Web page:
Now that the calendar has flipped, the 2016 MotoGP World Championship is inching ever closer. According to Oddschecker , the usual suspects are atop the list of favorites to win the championship in 2016.

Each of the last three seasons, it’s been the same quartet of top-four finishers and those are the racers with the best odds. The list is topped by 2013 and 2014 champion Marc Marquez at 5/4 with his Spanish compatriot and reigning champion Jorge Lorenzo close behind at 9/4. Six-time Italian champion Valentino Rossi has the third-best odds at 6/1 with Spaniard Dani Pedrosa rounding out the top four at 15/2.

Rossi finished in second just five points behind Lorenzo last season. His starting position for the final race at Valencia was the subject of much debate, as he was forced to start from the back of the grid and play catch-up as a result of a dust-up with Marquez in the Malaysian Grand Prix. T he question now is what will happen the next time the pair are fighting one another for positioning. Will they pick up where they left off at Turn 14 in Sepang or start this season with a clean slate? Rossi won all six of his MotoGP World Championships in an eight-year stretch but hasn’t won a title since 2009. After winning his first two titles Marquez placed third in 2015, a healthy distance behind Lorenzo and Rossi.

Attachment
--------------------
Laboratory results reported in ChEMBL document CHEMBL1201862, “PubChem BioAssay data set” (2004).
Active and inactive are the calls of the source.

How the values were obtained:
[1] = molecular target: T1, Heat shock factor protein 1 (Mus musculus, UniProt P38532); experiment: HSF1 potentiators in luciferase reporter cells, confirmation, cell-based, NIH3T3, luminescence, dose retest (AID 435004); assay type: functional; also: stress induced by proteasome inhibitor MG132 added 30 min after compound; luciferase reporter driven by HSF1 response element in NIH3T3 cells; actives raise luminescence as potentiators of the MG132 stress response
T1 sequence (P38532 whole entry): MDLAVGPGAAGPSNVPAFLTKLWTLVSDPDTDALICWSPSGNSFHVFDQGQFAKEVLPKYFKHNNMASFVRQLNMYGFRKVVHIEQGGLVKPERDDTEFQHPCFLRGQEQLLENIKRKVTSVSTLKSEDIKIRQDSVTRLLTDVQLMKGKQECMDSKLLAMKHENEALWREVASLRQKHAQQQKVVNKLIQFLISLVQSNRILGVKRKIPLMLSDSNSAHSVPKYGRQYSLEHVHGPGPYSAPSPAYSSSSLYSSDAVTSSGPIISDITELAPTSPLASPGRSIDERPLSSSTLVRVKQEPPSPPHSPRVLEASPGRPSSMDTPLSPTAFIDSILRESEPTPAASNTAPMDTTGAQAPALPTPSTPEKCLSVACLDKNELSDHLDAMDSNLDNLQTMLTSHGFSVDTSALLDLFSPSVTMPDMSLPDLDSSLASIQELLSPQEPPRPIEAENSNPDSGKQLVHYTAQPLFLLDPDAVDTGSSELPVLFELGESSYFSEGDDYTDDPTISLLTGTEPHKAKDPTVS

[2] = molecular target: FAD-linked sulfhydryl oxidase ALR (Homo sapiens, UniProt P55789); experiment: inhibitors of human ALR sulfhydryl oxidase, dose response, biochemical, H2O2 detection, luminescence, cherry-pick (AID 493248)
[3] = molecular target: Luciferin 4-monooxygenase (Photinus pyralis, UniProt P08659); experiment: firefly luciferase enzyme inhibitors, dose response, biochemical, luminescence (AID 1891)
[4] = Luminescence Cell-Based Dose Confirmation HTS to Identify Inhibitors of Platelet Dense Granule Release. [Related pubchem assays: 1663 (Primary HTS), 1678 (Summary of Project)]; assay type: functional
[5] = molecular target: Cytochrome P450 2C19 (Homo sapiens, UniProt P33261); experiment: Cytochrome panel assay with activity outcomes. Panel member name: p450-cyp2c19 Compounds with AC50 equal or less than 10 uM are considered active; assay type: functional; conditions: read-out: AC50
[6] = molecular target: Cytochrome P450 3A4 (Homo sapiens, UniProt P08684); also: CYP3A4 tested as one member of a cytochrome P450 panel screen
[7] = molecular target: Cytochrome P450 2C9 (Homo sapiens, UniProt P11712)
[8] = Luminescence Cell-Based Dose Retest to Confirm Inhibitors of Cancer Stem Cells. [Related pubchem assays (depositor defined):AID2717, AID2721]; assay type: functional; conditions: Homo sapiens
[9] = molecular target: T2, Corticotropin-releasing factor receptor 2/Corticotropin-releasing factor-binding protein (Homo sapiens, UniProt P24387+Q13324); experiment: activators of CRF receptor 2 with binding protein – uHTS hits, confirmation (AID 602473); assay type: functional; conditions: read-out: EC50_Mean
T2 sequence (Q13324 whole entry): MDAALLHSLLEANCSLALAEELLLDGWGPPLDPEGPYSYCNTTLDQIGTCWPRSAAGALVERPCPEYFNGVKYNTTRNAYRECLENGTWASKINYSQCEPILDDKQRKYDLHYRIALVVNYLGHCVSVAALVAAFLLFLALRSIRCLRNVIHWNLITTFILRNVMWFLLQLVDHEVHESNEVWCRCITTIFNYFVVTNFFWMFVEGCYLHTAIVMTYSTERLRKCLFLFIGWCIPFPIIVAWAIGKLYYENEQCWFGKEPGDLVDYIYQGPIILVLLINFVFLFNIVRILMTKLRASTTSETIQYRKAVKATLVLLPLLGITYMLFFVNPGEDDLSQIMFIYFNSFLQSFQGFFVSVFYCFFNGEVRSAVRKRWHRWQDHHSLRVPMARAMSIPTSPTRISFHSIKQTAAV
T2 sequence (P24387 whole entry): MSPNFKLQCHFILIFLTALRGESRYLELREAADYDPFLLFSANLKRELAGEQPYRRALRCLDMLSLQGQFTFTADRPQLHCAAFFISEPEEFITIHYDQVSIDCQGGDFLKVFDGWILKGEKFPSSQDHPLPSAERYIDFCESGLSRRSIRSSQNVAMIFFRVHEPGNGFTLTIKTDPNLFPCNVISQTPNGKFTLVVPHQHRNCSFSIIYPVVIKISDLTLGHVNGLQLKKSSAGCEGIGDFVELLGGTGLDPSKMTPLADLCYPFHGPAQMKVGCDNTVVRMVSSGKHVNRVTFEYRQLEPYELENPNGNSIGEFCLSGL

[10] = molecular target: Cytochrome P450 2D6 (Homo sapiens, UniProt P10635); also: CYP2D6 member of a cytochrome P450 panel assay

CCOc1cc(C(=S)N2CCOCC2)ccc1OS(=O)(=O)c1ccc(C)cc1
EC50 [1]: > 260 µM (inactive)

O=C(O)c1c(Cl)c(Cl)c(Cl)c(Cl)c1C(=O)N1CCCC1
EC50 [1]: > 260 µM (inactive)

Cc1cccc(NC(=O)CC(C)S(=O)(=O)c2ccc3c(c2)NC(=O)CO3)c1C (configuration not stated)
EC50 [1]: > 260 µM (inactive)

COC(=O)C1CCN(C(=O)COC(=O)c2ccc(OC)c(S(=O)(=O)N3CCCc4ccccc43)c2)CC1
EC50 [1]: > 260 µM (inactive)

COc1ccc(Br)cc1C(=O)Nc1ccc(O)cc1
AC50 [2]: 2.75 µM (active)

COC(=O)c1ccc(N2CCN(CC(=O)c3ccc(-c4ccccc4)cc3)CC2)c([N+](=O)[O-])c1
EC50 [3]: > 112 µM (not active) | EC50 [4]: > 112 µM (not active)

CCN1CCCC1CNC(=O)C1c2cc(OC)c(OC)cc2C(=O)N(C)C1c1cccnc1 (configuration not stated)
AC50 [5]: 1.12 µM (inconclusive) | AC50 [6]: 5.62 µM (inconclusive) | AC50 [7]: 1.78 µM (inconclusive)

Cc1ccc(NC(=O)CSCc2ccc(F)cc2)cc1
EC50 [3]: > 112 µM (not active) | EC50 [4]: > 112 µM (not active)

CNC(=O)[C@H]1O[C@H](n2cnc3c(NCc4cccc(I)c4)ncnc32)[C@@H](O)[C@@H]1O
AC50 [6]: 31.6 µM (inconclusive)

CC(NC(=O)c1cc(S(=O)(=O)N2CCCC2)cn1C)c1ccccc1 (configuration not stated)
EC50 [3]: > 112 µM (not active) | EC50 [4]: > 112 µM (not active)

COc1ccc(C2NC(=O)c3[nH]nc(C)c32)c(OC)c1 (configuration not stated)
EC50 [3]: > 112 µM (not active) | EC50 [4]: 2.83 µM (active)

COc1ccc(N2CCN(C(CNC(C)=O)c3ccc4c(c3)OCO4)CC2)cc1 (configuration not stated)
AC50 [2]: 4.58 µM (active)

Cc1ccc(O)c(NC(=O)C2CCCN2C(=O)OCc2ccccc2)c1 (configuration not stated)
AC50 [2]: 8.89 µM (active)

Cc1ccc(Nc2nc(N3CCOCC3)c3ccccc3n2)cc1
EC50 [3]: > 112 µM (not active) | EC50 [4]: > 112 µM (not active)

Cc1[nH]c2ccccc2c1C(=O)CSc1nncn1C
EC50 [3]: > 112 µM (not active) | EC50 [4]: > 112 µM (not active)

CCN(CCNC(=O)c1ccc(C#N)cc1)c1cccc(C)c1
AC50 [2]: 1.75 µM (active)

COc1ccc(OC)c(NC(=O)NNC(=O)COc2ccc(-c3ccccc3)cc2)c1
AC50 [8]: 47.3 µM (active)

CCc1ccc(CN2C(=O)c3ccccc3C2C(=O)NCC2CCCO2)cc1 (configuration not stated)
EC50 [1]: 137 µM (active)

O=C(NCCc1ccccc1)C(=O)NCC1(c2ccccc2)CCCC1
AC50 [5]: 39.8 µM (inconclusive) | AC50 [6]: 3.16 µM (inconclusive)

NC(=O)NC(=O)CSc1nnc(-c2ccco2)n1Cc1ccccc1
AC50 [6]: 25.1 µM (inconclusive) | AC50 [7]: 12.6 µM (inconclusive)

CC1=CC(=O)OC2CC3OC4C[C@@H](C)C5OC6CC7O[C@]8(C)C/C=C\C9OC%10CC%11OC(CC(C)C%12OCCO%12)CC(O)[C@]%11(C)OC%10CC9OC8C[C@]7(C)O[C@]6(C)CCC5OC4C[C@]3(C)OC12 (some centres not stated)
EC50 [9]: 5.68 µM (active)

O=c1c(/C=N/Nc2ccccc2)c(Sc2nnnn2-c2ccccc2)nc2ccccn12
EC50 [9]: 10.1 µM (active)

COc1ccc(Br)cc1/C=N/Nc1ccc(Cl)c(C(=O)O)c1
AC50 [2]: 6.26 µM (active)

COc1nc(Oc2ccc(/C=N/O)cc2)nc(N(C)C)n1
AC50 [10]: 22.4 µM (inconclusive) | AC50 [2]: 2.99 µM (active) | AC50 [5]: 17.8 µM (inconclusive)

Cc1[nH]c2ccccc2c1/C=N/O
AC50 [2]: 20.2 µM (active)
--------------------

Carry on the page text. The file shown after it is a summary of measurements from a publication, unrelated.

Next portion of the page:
Lorenzo, now a three-time champion, ended up the beneficiary of the feud but has long since proved himself as one of the top racers on the circuit. Lorenzo has finished in the top two every year but one since 2009, a third place finish two years ago. The champion prepares to defend his crown with a new helmet this season, having split with HJC Helmets following multiple issues in 2015. He recently signed with French manufacturer Shark.

Pedrosa has been perhaps one of the most consistent racers over the past decade. He’s finished in the top five every season since 2006, including second place finishes in 2007, 2010 and 2012. Last season he finished No. 4 for the second year in a row.

The 18-round season opens in Doha on March 20 at the Qatar Grand Prix and runs through Nov. 13 in Valencia. The season will see the return of the Austrian Grand Prix after a 19-year absence. Indianapolis will no longer host, and the Grand Prix of the Americas in Austin, Texas, will be the lone race in the U.S.